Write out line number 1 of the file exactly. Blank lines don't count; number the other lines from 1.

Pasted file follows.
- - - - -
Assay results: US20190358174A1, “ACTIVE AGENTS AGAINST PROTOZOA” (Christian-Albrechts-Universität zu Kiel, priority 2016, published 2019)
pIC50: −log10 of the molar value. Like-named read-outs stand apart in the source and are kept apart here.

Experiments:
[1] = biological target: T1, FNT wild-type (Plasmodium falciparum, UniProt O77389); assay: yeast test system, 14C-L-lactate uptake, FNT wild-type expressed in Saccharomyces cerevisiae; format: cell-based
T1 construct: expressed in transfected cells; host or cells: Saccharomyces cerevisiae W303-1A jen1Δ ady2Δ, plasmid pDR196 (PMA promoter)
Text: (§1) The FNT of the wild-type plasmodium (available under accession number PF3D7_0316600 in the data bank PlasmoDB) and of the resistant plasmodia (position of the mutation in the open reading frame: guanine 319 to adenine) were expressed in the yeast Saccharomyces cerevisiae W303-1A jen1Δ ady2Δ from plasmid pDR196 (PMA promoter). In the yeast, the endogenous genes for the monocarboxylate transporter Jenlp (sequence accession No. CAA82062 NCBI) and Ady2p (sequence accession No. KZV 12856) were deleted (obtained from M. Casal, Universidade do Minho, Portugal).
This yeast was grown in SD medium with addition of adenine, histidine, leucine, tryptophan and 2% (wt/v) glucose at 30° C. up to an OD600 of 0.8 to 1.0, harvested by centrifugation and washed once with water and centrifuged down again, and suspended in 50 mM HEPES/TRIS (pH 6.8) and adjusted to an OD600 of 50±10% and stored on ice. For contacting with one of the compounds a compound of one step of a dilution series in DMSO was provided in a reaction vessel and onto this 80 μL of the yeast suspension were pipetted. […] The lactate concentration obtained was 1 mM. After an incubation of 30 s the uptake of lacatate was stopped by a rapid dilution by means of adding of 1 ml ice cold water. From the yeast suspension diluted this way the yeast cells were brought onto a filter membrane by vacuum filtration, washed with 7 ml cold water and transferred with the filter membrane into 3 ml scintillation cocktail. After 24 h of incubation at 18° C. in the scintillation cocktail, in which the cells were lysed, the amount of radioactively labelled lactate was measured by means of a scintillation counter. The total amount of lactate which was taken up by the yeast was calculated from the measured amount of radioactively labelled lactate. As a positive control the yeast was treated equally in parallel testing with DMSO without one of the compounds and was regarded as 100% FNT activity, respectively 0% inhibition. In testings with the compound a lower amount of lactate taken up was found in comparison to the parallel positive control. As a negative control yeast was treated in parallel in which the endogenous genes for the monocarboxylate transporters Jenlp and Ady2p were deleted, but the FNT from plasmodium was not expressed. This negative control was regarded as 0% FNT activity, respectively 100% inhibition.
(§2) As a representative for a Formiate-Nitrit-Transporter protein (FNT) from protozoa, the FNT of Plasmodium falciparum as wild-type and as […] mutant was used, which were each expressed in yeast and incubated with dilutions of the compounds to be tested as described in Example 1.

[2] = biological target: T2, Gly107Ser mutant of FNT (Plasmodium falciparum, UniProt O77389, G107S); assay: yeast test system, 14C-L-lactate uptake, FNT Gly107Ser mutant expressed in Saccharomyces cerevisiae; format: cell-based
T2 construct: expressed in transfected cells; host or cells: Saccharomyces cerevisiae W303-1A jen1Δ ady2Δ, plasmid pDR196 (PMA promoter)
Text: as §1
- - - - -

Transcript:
Assay results: US20190358174A1, “ACTIVE AGENTS AGAINST PROTOZOA” (Christian-Albrechts-Universität zu Kiel, priority 2016, published 2019)